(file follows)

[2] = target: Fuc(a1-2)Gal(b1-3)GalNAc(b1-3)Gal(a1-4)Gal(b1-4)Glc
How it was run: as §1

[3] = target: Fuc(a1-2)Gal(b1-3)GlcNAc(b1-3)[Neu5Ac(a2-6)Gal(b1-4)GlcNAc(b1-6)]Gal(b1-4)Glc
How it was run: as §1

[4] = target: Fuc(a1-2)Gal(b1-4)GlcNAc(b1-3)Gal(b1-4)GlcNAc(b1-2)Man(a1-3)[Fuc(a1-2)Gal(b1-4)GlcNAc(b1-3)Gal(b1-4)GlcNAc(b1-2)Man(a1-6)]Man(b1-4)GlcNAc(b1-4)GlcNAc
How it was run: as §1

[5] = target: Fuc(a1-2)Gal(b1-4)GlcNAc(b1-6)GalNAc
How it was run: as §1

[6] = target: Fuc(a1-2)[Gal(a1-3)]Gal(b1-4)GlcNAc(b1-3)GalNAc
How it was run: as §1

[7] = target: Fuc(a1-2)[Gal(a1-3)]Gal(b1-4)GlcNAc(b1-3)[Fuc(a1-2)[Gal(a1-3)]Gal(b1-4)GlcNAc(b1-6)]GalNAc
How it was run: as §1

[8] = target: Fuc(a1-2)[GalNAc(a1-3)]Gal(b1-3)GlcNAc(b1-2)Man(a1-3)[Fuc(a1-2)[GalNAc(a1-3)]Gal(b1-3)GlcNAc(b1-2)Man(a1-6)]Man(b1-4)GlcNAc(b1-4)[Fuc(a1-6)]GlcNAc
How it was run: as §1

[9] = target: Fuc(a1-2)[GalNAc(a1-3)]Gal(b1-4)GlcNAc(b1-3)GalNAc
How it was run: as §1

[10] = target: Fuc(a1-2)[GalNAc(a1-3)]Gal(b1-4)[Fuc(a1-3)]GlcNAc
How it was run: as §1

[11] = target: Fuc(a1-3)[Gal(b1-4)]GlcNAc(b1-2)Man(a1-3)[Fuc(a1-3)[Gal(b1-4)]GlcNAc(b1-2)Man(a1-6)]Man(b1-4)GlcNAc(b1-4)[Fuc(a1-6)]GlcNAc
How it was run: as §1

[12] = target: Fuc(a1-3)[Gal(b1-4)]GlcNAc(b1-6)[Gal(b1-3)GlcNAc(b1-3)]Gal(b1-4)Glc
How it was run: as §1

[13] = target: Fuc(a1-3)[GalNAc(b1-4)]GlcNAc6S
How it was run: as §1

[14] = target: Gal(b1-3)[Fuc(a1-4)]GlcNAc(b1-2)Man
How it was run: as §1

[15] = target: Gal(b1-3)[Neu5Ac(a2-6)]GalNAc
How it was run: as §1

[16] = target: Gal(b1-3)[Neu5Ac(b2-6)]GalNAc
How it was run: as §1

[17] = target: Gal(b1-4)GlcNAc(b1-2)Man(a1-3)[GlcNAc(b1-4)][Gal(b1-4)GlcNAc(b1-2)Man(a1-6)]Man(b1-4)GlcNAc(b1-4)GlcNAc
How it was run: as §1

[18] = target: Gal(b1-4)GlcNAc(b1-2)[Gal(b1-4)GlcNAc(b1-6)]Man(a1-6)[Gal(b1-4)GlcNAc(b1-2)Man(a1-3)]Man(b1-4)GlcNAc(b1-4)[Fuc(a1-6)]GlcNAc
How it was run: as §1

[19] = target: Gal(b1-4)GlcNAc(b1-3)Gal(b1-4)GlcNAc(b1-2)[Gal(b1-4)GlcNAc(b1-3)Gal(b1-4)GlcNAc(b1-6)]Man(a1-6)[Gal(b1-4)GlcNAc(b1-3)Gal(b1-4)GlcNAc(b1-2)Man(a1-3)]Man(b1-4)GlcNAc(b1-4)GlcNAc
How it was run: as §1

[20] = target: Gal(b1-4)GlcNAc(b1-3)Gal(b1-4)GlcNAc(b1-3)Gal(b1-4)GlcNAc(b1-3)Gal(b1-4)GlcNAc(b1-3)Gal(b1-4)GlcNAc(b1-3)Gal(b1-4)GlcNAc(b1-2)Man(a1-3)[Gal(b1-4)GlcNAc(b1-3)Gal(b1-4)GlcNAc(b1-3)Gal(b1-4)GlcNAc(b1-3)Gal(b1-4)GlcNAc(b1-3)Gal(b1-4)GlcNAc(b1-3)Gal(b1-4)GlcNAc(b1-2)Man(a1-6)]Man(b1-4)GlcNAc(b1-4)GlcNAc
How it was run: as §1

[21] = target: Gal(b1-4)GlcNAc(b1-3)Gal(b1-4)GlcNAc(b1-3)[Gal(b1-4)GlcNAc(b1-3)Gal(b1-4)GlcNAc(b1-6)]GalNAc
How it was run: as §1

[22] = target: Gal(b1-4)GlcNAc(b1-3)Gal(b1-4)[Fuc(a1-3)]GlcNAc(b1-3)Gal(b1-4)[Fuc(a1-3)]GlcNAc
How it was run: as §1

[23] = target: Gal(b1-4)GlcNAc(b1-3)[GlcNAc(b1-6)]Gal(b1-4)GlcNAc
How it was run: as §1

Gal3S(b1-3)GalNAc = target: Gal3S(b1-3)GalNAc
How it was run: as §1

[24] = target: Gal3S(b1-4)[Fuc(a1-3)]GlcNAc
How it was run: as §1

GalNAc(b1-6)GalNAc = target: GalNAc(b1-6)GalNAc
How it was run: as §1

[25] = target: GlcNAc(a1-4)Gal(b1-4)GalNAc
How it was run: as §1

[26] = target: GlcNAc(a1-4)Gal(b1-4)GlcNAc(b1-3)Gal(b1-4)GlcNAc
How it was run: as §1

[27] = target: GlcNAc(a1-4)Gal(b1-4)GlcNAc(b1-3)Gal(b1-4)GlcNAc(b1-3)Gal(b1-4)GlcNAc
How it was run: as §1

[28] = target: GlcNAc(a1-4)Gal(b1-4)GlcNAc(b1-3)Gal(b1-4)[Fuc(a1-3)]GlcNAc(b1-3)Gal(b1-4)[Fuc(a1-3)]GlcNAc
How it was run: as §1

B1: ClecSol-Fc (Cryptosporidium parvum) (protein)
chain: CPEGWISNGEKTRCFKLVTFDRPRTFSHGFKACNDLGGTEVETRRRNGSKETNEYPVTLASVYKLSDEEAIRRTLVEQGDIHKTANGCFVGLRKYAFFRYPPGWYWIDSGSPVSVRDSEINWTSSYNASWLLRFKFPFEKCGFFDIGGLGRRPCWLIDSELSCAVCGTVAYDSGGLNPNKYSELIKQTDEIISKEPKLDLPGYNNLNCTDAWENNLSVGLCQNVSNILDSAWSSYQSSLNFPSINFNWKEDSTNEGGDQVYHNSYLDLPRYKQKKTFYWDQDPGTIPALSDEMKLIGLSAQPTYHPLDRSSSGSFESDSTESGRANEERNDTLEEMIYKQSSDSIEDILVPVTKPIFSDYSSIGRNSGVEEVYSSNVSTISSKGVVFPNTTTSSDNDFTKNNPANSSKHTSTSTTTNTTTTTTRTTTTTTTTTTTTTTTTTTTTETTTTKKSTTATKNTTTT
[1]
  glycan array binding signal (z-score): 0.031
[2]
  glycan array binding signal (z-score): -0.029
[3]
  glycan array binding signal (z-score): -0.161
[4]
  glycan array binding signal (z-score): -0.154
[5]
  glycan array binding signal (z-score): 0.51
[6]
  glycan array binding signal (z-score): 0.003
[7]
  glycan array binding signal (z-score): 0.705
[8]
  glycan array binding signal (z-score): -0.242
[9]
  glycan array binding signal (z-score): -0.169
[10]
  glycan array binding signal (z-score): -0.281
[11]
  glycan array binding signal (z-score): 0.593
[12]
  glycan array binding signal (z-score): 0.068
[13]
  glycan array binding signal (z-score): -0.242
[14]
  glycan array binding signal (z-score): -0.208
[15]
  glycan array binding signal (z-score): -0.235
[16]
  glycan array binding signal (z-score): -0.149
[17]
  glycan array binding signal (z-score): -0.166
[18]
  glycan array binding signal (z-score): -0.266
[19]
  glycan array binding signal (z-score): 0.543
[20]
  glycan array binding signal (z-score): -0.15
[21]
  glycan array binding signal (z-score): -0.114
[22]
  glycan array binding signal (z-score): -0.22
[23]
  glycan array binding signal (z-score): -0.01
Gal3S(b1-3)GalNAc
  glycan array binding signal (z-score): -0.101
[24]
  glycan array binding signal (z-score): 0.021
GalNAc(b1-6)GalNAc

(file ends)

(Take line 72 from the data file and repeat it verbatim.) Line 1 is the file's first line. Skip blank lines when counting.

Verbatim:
  glycan array binding signal (z-score): 0.003